A Palestinian terrorist fatally stabbed an Israeli father and two of his adult children last Friday night in the Samaria community of Halamish, amid the tension over Jerusalem’s Temple Mount.
The terror attack in Halamish came on the heels of a Palestinian-incited “day of rage,” in which riots erupted after Friday, July 21 prayers in response to the installation of metal detectors at the entrance gates to the Temple Mount. Israel had bolstered security following the July 14 Arab terror attack that killed two Israeli Druze policemen near the holy site. Ultimately, Israel decided Monday to remove the metal detectors in favor of “security measures based on advanced technologies.”
Several hours before initiating the attack, 19-year-old Palestinian terrorist Omar al-Abed wrote on Facebook, “There is no life after what is seen in [the Temple Mount compound’s] Al-Aqsa [mosque].” Abed added, “All I have is a sharpened knife, and it responds to the call of Al-Aqsa…God will take revenge on you.”
The Jordanian-run Islamic Waqf, which administers the Temple Mount, is not “addressing Israel’s security needs, or that the metal detectors were installed as a result of terrorism coming out of the Temple Mount plaza,” said Dan Diker, director of the Political Warfare project at the Jerusalem Center for Public Affairs (JCPA), in comments before the metal detectors were removed.
Waqf officials are “expressing their sense of humiliation from having to go through these unilaterally imposed Israeli security measures, and they see this as a fundamental breaking of the status quo” at the holy site, Diker told JNS.org, adding, “If they perceive that their Islamic sense of honor is being crossed, it is a very difficult challenge [for Israel] to confront and overcome.”
At the same time, Diker said the current tension surrounding the Temple Mount “does not necessarily mean we are going towards a full-blown conflagration,” and that a further escalation in violence is “not self-evident.”
‘Scenes of a bloodbath’
The three victims in Friday night’s Halamish terror attack were Yosef Salomon, 70, his daughter Chaya, 46, and his son Elad, 36. Yosef’s wife, Tova, 68, was wounded and rushed to Jerusalem’s Shaare Zedek Medical Center, where she underwent surgery Saturday morning.
The Palestinian terrorist, Abed, knocked on the door and burst into the Salomon family’s home as they gathered around the table for a festive Shabbat meal, celebrating the birth of a new grandson. As Abed entered, armed with a knife, Elad’s wife rushed a group of children to safety in a nearby room, holding the door shut while calling the police. The terrorist stabbed four members of the family before a neighbor, who overheard screaming, ran over and shot him.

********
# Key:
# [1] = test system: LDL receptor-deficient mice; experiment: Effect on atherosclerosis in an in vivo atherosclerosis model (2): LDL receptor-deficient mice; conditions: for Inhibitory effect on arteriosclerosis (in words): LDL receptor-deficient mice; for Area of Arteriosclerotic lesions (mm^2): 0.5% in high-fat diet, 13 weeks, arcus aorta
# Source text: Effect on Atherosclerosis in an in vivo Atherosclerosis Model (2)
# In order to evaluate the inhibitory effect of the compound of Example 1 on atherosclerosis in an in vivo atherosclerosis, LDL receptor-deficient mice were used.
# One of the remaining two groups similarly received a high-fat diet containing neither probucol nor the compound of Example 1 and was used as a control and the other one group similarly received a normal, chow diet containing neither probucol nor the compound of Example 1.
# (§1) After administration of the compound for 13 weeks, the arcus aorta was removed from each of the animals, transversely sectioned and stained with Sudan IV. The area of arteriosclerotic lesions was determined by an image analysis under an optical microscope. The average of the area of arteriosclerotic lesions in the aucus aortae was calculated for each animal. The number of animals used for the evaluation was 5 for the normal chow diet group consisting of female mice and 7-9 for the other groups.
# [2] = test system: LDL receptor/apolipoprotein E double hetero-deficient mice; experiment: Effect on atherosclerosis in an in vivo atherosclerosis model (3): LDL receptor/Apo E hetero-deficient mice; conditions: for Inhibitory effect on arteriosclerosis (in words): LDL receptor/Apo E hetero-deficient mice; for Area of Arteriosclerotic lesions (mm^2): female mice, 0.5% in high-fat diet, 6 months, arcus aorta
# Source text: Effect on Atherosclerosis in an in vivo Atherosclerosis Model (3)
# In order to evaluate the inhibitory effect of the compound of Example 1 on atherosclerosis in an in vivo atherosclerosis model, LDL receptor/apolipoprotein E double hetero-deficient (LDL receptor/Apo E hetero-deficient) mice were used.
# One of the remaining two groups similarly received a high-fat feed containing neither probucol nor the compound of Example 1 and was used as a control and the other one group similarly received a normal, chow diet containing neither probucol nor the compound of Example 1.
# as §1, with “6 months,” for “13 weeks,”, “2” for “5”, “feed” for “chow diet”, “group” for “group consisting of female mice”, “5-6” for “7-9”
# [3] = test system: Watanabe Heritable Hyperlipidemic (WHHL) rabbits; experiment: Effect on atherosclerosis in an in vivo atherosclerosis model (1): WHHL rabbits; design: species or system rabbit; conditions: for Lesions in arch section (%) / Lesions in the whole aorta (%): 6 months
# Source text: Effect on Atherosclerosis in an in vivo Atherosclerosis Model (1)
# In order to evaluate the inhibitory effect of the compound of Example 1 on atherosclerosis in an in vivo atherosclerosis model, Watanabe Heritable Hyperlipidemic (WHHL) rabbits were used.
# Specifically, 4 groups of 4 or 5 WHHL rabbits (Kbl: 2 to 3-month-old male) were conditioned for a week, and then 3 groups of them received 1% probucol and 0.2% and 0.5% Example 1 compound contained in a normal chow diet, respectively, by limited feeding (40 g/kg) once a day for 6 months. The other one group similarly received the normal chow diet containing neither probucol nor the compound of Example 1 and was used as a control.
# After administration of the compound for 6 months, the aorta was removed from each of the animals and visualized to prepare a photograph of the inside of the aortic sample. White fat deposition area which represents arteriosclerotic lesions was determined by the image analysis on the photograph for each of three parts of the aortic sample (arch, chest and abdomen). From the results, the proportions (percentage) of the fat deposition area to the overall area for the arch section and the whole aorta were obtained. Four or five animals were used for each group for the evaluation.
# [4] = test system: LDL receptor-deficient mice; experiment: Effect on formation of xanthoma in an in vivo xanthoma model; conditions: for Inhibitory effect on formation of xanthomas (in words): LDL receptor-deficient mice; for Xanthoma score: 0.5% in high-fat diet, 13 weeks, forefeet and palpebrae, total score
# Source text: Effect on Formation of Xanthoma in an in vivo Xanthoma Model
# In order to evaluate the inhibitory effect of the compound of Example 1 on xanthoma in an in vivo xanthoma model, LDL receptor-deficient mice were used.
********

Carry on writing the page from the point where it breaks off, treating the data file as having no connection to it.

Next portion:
“The scenes of a bloodbath that greeted us when we arrived on Saturday evening at the Salomon home shocked us all to the core—even the most veteran ZAKA volunteers,” Yehuda Meshi Zahav, chairman of the ZAKA emergency response group, told JNS.org. “It was painstaking work to gather up so much blood, but we were determined to finish so that the victims could be buried as soon as possible, in keeping with Jewish law.”
Israel makes ‘preventive efforts’ as tension escalates
Abed, who was treated for his wounds at Rabin Medical Center in Petah Tikva, is in the Israeli defense establishment’s custody. He was arrested several months ago by Palestinian Authority security forces on suspicion of plotting terror attacks. An Israeli military official said the terrorist’s parents were known supporters of the Palestinian terror group Hamas.
Early Saturday morning, IDF troops raided the Abed family home in the village of Kaubar, searching for weapons and additional suspects. The IDF surveyed the home for demolition and arrested the terrorist’s brother, 21-year-old Monir al-Abed, on suspicion of aiding Omar in the attack.
Further, the IDF and Israel’s Shin Bet security agency arrested 29 Hamas members, including some of the terror group’s senior officials, in overnight raids in the disputed territories.
“The wave of detentions…was part of the preventive efforts of the Shin Bet security service and the Israel Defense Forces against the terrorist organizations, particularly during the past week and due to the tension surrounding the Temple Mount and the unrest in the area,” the Shin Bet said.
Deteriorating Israeli-Palestinian relations
When news of the Halamish terror attack reached Hamas-controlled Gaza, jubilant Palestinians took to the streets to celebrate and hand out sweets. Hamas praised the “heroic” attack, while Palestinians in Gaza fired a rocket at the Israeli city of Ashkelon early Sunday morning. The rocket “exploded mid-air” and caused no injuries or damage, the IDF said.
Palestinian Authority (PA) President Mahmoud Abbas, meanwhile, announced the cancellation of security coordination with Israel as part of a general freeze in communication with the Jewish state. It was the first freeze of Israel-PA security cooperation announced by Abbas since he assumed office in 2005.
Israeli Defense Minister Avigdor Lieberman said Israel will manage without coordinating security with the PA, slammed Abbas for failing to condemn Friday night’s terror attack. “He’s not a partner, he’s not looking for peace,” Lieberman said of Abbas, Yedioth Ahronoth reported.
Regarding the escalation of Israeli-Palestinian tension, the JCPA’s Diker said, “Any time you have terror attacks against Israel, which puts Israel in the position of having to defend itself in terms of passive and active measures, it always looks like things are escalating.”
“We’ve learned from experience,” he said, “that these things don’t necessarily indicate that there’s going to be a major war.”
— by Adam Abrams | JNS.org